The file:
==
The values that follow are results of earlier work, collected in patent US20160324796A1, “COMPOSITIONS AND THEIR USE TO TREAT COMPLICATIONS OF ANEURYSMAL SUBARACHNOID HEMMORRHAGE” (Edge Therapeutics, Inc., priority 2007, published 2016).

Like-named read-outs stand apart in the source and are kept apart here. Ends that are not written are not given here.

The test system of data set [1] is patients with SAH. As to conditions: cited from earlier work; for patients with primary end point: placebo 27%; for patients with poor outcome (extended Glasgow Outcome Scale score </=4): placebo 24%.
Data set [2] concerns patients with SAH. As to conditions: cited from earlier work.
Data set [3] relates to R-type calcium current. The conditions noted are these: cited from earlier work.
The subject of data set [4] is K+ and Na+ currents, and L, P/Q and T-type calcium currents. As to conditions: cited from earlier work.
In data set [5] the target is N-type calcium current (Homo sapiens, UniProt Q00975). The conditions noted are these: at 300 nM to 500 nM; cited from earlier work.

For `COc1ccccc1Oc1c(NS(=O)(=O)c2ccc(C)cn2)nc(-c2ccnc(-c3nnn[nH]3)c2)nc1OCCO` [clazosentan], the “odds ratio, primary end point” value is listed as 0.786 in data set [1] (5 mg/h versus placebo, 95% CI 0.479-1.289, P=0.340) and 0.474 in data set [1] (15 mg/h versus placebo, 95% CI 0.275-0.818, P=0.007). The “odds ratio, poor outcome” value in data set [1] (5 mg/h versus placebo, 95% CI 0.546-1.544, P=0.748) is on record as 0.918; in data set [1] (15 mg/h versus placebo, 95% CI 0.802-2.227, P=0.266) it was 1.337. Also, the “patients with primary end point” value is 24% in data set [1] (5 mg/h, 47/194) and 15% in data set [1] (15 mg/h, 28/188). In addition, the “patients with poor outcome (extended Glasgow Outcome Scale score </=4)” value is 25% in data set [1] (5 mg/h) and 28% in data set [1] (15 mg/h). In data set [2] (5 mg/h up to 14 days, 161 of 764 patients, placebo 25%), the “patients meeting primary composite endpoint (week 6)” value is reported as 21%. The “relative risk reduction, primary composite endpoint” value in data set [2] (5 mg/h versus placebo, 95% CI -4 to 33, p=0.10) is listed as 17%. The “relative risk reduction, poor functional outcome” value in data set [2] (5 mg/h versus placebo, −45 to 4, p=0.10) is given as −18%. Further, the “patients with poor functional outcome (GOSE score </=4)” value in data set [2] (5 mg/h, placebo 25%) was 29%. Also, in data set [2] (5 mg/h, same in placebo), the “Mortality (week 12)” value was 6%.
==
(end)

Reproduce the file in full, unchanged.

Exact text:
The values that follow are results of earlier work, collected in patent US20160324796A1, “COMPOSITIONS AND THEIR USE TO TREAT COMPLICATIONS OF ANEURYSMAL SUBARACHNOID HEMMORRHAGE” (Edge Therapeutics, Inc., priority 2007, published 2016).

Like-named read-outs stand apart in the source and are kept apart here. Ends that are not written are not given here.

The test system of data set [1] is patients with SAH. As to conditions: cited from earlier work; for patients with primary end point: placebo 27%; for patients with poor outcome (extended Glasgow Outcome Scale score </=4): placebo 24%.
Data set [2] concerns patients with SAH. As to conditions: cited from earlier work.
Data set [3] relates to R-type calcium current. The conditions noted are these: cited from earlier work.
The subject of data set [4] is K+ and Na+ currents, and L, P/Q and T-type calcium currents. As to conditions: cited from earlier work.
In data set [5] the target is N-type calcium current (Homo sapiens, UniProt Q00975). The conditions noted are these: at 300 nM to 500 nM; cited from earlier work.

For `COc1ccccc1Oc1c(NS(=O)(=O)c2ccc(C)cn2)nc(-c2ccnc(-c3nnn[nH]3)c2)nc1OCCO` [clazosentan], the “odds ratio, primary end point” value is listed as 0.786 in data set [1] (5 mg/h versus placebo, 95% CI 0.479-1.289, P=0.340) and 0.474 in data set [1] (15 mg/h versus placebo, 95% CI 0.275-0.818, P=0.007). The “odds ratio, poor outcome” value in data set [1] (5 mg/h versus placebo, 95% CI 0.546-1.544, P=0.748) is on record as 0.918; in data set [1] (15 mg/h versus placebo, 95% CI 0.802-2.227, P=0.266) it was 1.337. Also, the “patients with primary end point” value is 24% in data set [1] (5 mg/h, 47/194) and 15% in data set [1] (15 mg/h, 28/188). In addition, the “patients with poor outcome (extended Glasgow Outcome Scale score </=4)” value is 25% in data set [1] (5 mg/h) and 28% in data set [1] (15 mg/h). In data set [2] (5 mg/h up to 14 days, 161 of 764 patients, placebo 25%), the “patients meeting primary composite endpoint (week 6)” value is reported as 21%. The “relative risk reduction, primary composite endpoint” value in data set [2] (5 mg/h versus placebo, 95% CI -4 to 33, p=0.10) is listed as 17%. The “relative risk reduction, poor functional outcome” value in data set [2] (5 mg/h versus placebo, −45 to 4, p=0.10) is given as −18%. Further, the “patients with poor functional outcome (GOSE score </=4)” value in data set [2] (5 mg/h, placebo 25%) was 29%. Also, in data set [2] (5 mg/h, same in placebo), the “Mortality (week 12)” value was 6%.